Collaboration is a hot topic in wellbeing currently largely because, with the function being relatively new, there is still much negotiating in many organisations about where it should sit, and who should drive its agenda forward.
In our website poll, for instance, we asked visitors this question:
“Who drives workplace wellbeing within your organisation?”
The answer ‘Wellbeing Lead’ came out top at 31% followed by HR at 28% and Health & Safety at 9%. But the CEO (8%), Employee Experience (6%), Benefits and Reward (4%) and Occupational Health (3%) were also mentioned… showing how many varied voices are often around the table when it comes to wellbeing, and why collaboration can be such a challenge.
Perhaps the answers ‘Nobody leads it’ (8%) and ‘Other’ (3%) are closest to what we would have liked to hear – because here at Make A Difference Media we believe that it’s actually everyone’s responsibility to drive wellbeing in an organisation, and that everyone can make a positive impact with their actions.
This is great news for anyone attending our MAD World Summit on 12th October 2023 because there will be plenty of inspiration there for how, exactly, individuals as well as teams can make a difference.
We asked a handful of our MAD World speakers for their thoughts on collaboration. These quotes in themselves show that collaboration is needed at all levels and between many different stakeholders in order that wellbeing is truly embedded in a company’s DNA.
Khushboo Patel, Head of Engagement and Inclusion, Metro Bank
“Collaboration is all about getting the best results and the best possible outcome through working together; there is plenty of research to show that superior results and good outcomes are directly linked to a state of positive wellbeing.
In the workplace this can be through reduced stress, manageable workloads, knowing expectations or simply good old social interaction. All of this is so important for a positive colleague experience and, so, effective collaboration is crucial.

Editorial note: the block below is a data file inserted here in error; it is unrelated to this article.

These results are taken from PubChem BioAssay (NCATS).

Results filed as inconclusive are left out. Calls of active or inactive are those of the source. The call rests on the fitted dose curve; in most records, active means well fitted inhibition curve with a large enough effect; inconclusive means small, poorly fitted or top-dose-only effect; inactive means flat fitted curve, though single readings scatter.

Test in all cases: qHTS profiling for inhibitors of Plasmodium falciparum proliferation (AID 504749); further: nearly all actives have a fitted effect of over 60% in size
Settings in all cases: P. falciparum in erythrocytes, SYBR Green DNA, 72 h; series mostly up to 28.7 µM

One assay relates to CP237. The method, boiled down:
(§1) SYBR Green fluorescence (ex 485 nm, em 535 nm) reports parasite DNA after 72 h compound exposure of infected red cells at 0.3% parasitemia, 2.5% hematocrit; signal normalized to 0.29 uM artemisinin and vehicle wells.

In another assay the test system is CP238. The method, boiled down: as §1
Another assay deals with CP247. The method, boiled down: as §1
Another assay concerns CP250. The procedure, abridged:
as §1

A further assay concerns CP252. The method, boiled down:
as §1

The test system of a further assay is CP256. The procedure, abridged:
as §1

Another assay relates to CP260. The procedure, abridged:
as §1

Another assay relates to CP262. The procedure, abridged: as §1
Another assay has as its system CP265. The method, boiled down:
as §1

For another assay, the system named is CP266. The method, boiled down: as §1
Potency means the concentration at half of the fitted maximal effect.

For this, the starting point is a shared purpose; at Metro Bank our ambition and purpose are clear; to be the UK’s number one community bank through creating fans.
Then comes another vital ingredient: the most successful teams are the most diverse teams and, again, research evidences this for us. So, in building your team, make sure you make diversity a factor.
But don’t stop at just diversity.
You can have all the diversity you want in your team, but if you don’t include each person, listen to them, value them, respect them, then it becomes counterproductive to successful collaboration.
The challenge here is to challenge yourself. Ask:
Who is missing in the team?
What views are not being represented?
What am I doing to include everyone?
It sounds easy but, because we’re programmed to seek out those that look and think like us, you can become unconsciously content and bypass the fact that diversity and inclusion are the secret ingredients to success for effective collaboration, positive wellbeing and, ultimately, sound business outcomes.”